While the owner or a prospective buyer can order an appraisal at any time, there are times when it is almost always required.  Here are some of the recommended times to get an appraisal:

  1. Purchase and sale. To determine whether a proposed purchase or sale is at a fair price or competitive price. The value fixed by the appraiser may strongly affect the final price, but the financing and tax aspects of the overall transaction may be such that a buyer might offer more or a seller could be willing to take less for the property.
  2. Exchange. Appraisals of each of the properties in a planned exchange should be made if the exchange will have prices on the properties (rather than just equity for equity). A good estimate of value on each will assist everyone involved to establish equities in the priced exchange.
  3. Finance. Always when a new loan is required for a new buyer. Often, the lender will appraise the property conservatively and slightly lower than the new buyer. This can be understandable when the buyer may be prepared to put up as little as 10% of the value, and the lender is being asked to put up all or most of the balance of the purchase price.
  4. Lease. Before entering into a long-term lease, both the lessor and lessee each may need a very accurate idea of the value. This might be a basis for negotiation by either person, to determine if the proposed lease is for a fair rental amount.
  5. Remodel. What if a renovation or modernization of an older building is being planned? The appraisal may be requested to be made on the basis of the property as it is now and as it will be when the renovation is completed. The purpose of the appraisal would be to determine if the additional income would be sufficient to amortize the capital investment and also return a profit to the owner.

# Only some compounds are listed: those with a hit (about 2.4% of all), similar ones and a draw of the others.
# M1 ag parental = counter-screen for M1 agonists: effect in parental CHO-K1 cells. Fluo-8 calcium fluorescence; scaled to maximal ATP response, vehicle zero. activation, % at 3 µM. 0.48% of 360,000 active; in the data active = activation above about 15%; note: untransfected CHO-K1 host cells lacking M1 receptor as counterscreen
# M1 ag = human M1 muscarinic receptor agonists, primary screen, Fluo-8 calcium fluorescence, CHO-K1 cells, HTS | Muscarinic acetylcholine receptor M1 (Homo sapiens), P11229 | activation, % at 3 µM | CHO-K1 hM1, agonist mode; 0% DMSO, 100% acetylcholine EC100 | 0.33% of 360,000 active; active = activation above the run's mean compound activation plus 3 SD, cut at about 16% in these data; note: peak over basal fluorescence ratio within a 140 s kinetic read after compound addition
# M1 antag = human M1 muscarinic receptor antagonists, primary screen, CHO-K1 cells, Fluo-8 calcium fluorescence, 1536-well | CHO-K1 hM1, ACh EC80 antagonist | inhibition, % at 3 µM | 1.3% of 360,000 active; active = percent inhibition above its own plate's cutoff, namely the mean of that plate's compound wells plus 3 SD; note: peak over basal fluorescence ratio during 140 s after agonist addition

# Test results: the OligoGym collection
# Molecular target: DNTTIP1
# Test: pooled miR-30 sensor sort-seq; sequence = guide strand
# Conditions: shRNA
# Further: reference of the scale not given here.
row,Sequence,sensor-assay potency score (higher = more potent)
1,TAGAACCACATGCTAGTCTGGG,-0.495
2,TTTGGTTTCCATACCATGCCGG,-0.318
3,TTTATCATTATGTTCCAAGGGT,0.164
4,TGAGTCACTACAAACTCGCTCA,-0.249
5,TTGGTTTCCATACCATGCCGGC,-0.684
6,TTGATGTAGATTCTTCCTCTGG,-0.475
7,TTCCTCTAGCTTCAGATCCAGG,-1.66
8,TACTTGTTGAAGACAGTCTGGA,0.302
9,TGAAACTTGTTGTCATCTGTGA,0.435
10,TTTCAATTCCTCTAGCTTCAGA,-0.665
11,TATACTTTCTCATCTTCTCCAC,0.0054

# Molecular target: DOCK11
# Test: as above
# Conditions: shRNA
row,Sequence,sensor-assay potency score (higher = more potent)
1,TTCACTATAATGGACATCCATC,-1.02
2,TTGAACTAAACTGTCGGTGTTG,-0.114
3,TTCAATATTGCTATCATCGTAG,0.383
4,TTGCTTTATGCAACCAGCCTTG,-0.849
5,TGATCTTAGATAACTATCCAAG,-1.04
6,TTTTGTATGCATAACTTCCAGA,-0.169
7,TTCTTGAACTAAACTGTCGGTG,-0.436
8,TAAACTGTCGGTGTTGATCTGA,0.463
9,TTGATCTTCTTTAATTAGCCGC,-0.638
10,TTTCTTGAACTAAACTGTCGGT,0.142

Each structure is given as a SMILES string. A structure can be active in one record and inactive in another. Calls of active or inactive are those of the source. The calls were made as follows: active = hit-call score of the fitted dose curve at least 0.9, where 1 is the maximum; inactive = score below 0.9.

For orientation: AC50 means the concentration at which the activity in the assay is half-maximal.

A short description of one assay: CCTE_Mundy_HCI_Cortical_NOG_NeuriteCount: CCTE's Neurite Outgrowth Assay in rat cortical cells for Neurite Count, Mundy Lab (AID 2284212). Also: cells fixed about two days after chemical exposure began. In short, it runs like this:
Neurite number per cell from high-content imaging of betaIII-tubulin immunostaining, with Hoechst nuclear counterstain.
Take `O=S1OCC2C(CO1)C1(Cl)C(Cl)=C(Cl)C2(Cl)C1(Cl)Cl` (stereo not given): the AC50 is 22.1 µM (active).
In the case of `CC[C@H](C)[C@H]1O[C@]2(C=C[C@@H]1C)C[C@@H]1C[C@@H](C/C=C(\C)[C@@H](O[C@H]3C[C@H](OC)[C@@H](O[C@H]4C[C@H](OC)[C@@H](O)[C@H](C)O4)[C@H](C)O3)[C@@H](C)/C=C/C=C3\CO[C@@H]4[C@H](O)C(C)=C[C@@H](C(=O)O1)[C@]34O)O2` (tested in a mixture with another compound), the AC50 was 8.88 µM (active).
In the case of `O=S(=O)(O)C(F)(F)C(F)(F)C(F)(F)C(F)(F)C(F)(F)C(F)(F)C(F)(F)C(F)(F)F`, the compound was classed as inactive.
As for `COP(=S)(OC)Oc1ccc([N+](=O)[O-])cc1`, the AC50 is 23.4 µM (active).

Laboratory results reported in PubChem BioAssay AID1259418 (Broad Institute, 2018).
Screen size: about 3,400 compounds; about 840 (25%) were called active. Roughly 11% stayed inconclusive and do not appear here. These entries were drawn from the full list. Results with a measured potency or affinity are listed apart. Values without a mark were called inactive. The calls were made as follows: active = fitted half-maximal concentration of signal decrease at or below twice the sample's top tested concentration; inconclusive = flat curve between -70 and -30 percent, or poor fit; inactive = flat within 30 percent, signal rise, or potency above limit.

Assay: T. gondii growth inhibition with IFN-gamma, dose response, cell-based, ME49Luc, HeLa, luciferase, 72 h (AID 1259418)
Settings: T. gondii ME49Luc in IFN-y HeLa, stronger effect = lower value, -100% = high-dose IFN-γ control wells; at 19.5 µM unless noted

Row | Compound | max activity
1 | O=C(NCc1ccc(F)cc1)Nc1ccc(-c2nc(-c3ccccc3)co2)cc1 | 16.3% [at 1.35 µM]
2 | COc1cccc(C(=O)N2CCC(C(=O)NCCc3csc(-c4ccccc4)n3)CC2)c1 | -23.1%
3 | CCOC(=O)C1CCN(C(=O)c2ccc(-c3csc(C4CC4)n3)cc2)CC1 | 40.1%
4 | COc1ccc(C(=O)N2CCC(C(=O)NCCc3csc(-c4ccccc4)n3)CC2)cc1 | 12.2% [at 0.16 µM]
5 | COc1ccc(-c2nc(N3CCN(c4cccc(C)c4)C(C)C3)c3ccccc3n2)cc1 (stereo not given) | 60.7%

6. For insurance purposes. It may be important to establish replacement costs, less the physical depreciation, to determine how much fire and casualty insurance should be purchased to adequately cover the property. An appraisal, updated on a regular basis, may also be needed to establish proof of loss or to establish the basis for settlement in cases of partial or total loss under insurance contracts.
  7. For condemnation purposes. To estimate damages that are adequate, but not in excess of fair compensation, when negotiating a condemnation award, or seeking the determination of fair compensation for a condemned property in court.
  8. For property tax purposes. To make a proper assessment for local real estate taxes, or to review and contest an assessment to reduce real estate taxes.
  9. Income tax liability. It may be necessary to appraise a property to determine the liability for income taxes in a taxable exchange, or in a liquidation of a corporation owning real estate.
  10. For estate tax purposes. To determine inheritance and estate tax liability when real estate was owned by a decedent at the time of his or her death.
  11. For gift tax purposes. To determine the tax liability when real estate is the taxable gift.
  12. Syndication. As a basis for offering investors an interest in real estate through syndication or participation in a corporation or real estate investment trust. o